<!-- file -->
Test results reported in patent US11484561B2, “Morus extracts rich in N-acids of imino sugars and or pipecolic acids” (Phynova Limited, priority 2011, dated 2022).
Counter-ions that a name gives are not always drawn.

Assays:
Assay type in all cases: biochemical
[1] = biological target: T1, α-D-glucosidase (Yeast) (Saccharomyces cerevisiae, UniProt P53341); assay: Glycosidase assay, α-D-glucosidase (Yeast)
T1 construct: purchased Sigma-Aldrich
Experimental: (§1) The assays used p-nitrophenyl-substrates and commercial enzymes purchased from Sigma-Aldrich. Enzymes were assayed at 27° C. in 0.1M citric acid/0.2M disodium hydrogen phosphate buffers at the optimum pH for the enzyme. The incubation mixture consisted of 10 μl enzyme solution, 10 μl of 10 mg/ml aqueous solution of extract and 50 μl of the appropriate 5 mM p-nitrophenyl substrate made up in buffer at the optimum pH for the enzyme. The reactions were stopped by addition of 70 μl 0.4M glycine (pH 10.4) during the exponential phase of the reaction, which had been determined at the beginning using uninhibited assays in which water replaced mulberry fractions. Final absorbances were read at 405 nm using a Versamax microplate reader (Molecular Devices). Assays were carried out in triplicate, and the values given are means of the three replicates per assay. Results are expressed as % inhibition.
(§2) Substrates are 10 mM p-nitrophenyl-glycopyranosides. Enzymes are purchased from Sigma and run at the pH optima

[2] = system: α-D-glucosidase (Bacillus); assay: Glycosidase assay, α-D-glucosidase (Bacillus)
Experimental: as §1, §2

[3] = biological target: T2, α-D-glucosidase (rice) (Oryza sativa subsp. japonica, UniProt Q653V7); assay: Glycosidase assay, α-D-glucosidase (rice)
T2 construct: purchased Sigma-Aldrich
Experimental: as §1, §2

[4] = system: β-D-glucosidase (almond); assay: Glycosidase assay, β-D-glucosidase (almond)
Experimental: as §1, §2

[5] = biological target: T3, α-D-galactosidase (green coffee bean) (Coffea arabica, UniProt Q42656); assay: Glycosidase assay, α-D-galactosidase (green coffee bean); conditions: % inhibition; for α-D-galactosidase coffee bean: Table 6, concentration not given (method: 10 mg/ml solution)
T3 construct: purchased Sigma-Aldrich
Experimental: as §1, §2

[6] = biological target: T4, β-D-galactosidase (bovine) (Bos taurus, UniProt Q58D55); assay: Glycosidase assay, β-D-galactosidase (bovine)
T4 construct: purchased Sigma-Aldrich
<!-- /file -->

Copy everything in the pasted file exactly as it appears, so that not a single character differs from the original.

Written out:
Test results reported in patent US11484561B2, “Morus extracts rich in N-acids of imino sugars and or pipecolic acids” (Phynova Limited, priority 2011, dated 2022).
Counter-ions that a name gives are not always drawn.

Assays:
Assay type in all cases: biochemical
[1] = biological target: T1, α-D-glucosidase (Yeast) (Saccharomyces cerevisiae, UniProt P53341); assay: Glycosidase assay, α-D-glucosidase (Yeast)
T1 construct: purchased Sigma-Aldrich
Experimental: (§1) The assays used p-nitrophenyl-substrates and commercial enzymes purchased from Sigma-Aldrich. Enzymes were assayed at 27° C. in 0.1M citric acid/0.2M disodium hydrogen phosphate buffers at the optimum pH for the enzyme. The incubation mixture consisted of 10 μl enzyme solution, 10 μl of 10 mg/ml aqueous solution of extract and 50 μl of the appropriate 5 mM p-nitrophenyl substrate made up in buffer at the optimum pH for the enzyme. The reactions were stopped by addition of 70 μl 0.4M glycine (pH 10.4) during the exponential phase of the reaction, which had been determined at the beginning using uninhibited assays in which water replaced mulberry fractions. Final absorbances were read at 405 nm using a Versamax microplate reader (Molecular Devices). Assays were carried out in triplicate, and the values given are means of the three replicates per assay. Results are expressed as % inhibition.
(§2) Substrates are 10 mM p-nitrophenyl-glycopyranosides. Enzymes are purchased from Sigma and run at the pH optima

[2] = system: α-D-glucosidase (Bacillus); assay: Glycosidase assay, α-D-glucosidase (Bacillus)
Experimental: as §1, §2

[3] = biological target: T2, α-D-glucosidase (rice) (Oryza sativa subsp. japonica, UniProt Q653V7); assay: Glycosidase assay, α-D-glucosidase (rice)
T2 construct: purchased Sigma-Aldrich
Experimental: as §1, §2

[4] = system: β-D-glucosidase (almond); assay: Glycosidase assay, β-D-glucosidase (almond)
Experimental: as §1, §2

[5] = biological target: T3, α-D-galactosidase (green coffee bean) (Coffea arabica, UniProt Q42656); assay: Glycosidase assay, α-D-galactosidase (green coffee bean); conditions: % inhibition; for α-D-galactosidase coffee bean: Table 6, concentration not given (method: 10 mg/ml solution)
T3 construct: purchased Sigma-Aldrich
Experimental: as §1, §2

[6] = biological target: T4, β-D-galactosidase (bovine) (Bos taurus, UniProt Q58D55); assay: Glycosidase assay, β-D-galactosidase (bovine)
T4 construct: purchased Sigma-Aldrich